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Title: Networks and Structures of Adsorbed Molecules Stabilised by Hydrogen Bonding
Author: Staniec, Paul Andrew
ISNI:       0000 0001 3477 3130
Awarding Body: University of Nottingham
Current Institution: University of Nottingham
Date of Award: 2007
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Abstract:
In this thesis, the structures formed by molecular adsorbates on the Ag/Si(lll).. J3x-.J3 R30° (Ag/Si), Au(1l1) and rutile Ti02(1l0) substrates are investigated by means of scanning tunneling microscopy (STM) and photoelectron spectroscopy (PES) in ultra-high vacuum (UHV) conditions. The majority of the work discussed involves self-assembled arrangements mediated by intermolecular hydrogen bonds. Two synchrotron investigations into the adsorption of perylene-3,4,9,1Otetracarboxylic- diimide (PTCDI) and melamine on the Ag/Si surface are presented. The formation of PTCDI and melamine unimolecular and bimolecular arrangements on the Au(1l1) surface have been investigated by STM. Both key differences and similarities have been observed with respect to a previous study on the Ag/Si surface (1. Theobald et al., Nature (2003) 424 pl029). While several intermixed structures are discussed, this study focuses on a bimolecular network which forms sizable arrays of parallelogram-shaped pores. These parallelogram arrays are shown to stabilise C60 fullerene dimers and pairs of I-decanethiol molecules. Additional size-selective stabilisation of larger fullerene clusters at network defects is also presented. Furthermore, the fullerene occupancy ofthe parallelogram networks is observed to be non-random, with an enhanced probability of occupation for nearest neighbour sites along the row direction, demonstrating that the parallelogram networks impose a hierarchy of organisation. Following this, the absorption of cyanuric acid and its intermixing with melamine on Au(111) is studied by STM. Two distinct bimolecular phases are observed, a honeycomb network and a larger chiral superstructure. The former is comparable to arrangements observed in the bulk and on the Ag/Si surface. However, the larger superstructure is, thus far, unique to the Au(lll) surface. The adsorption geometry of dye-molecules to specific substrates is a key feature in understanding of dye-sensitised solar cells. To that end, the adsorption of a dye molecule on model solar surfaces, Ti02(l1O) and Auffi02(11O), has been investigated by PES.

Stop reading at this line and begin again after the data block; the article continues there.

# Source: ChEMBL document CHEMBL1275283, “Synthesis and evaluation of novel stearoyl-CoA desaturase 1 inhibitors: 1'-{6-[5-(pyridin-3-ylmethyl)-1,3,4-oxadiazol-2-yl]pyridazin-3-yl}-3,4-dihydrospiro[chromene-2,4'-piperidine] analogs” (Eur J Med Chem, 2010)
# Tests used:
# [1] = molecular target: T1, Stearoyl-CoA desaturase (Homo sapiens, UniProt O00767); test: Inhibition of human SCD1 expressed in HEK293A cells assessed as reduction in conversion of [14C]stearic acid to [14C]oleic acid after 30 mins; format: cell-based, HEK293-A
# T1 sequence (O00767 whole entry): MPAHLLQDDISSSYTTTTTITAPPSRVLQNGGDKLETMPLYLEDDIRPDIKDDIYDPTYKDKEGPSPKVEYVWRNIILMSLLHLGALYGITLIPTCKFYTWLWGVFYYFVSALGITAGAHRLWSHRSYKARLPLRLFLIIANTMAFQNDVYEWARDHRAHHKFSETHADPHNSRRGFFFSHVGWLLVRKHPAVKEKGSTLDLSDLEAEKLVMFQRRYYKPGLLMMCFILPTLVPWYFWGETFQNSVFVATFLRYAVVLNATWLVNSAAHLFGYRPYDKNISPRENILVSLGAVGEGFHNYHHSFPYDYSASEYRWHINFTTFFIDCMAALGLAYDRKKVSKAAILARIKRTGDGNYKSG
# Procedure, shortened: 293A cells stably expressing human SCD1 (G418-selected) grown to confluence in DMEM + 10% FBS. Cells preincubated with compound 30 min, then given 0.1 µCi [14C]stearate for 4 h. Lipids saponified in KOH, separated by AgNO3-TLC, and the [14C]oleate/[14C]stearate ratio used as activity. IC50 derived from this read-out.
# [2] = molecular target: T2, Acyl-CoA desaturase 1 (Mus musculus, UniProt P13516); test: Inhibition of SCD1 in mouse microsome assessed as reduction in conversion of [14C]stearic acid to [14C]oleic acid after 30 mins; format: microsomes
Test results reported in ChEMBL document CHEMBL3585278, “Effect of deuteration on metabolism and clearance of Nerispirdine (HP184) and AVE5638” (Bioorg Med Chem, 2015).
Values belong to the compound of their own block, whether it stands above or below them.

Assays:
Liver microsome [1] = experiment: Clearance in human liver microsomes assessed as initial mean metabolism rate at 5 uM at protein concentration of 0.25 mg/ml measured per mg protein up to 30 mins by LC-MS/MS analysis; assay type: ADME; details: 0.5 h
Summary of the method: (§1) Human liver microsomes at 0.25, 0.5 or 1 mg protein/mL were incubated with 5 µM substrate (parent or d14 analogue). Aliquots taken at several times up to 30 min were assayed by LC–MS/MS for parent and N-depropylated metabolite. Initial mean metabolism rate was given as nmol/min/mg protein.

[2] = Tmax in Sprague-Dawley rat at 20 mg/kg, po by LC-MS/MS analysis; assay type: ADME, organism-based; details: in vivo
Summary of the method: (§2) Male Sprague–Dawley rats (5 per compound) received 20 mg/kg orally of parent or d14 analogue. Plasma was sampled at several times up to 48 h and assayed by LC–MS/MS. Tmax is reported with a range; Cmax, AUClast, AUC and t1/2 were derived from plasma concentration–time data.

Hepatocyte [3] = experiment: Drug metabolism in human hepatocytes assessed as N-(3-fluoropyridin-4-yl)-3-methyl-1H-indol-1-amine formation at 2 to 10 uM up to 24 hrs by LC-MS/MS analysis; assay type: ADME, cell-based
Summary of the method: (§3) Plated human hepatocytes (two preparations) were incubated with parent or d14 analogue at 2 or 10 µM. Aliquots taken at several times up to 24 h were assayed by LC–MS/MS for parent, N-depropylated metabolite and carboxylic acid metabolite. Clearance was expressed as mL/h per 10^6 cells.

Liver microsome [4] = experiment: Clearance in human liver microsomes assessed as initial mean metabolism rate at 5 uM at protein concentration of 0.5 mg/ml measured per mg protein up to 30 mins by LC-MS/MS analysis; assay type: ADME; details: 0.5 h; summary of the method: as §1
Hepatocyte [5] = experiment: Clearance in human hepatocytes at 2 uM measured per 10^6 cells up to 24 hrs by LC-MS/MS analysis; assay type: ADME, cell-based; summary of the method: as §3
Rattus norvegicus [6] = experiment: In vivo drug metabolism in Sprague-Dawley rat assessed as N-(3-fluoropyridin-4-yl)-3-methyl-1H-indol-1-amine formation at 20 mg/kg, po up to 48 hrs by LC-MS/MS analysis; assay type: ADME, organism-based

Supervisor: Not available Sponsor: Not available
Qualification Name: University of Nottingham, 2007 Qualification Level: Doctoral
EThOS ID: uk.bl.ethos.489700  DOI: Not available
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